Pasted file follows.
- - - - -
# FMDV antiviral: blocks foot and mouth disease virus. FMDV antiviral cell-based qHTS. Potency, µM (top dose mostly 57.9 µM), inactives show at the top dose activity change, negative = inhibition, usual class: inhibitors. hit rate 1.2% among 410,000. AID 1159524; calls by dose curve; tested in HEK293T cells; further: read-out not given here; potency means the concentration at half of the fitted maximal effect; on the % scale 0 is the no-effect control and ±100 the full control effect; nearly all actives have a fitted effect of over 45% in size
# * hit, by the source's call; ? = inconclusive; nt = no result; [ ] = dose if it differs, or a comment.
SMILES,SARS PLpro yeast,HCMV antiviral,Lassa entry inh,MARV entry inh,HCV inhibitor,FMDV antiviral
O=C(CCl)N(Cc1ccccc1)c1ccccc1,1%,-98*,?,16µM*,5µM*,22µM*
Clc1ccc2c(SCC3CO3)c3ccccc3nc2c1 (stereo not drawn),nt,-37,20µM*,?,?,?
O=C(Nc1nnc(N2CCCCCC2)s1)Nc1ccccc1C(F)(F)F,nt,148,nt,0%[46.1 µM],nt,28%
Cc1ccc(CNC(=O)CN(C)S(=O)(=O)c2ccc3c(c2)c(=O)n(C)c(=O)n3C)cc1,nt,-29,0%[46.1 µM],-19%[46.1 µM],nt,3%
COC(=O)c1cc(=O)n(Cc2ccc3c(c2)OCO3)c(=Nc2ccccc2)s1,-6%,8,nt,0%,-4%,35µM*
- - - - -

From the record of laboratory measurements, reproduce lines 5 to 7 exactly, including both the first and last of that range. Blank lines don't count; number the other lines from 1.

Clc1ccc2c(SCC3CO3)c3ccccc3nc2c1 (stereo not drawn),nt,-37,20µM*,?,?,?
O=C(Nc1nnc(N2CCCCCC2)s1)Nc1ccccc1C(F)(F)F,nt,148,nt,0%[46.1 µM],nt,28%
Cc1ccc(CNC(=O)CN(C)S(=O)(=O)c2ccc3c(c2)c(=O)n(C)c(=O)n3C)cc1,nt,-29,0%[46.1 µM],-19%[46.1 µM],nt,3%